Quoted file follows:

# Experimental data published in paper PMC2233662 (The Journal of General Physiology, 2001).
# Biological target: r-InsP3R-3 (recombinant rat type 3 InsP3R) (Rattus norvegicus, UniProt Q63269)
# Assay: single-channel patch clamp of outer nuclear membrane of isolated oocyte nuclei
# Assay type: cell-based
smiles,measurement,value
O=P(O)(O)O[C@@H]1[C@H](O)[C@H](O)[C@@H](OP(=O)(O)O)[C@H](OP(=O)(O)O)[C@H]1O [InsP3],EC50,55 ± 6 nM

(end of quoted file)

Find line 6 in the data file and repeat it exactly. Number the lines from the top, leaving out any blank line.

O=P(O)(O)O[C@@H]1[C@H](O)[C@H](O)[C@@H](OP(=O)(O)O)[C@H](OP(=O)(O)O)[C@H]1O [InsP3],EC50,55 ± 6 nM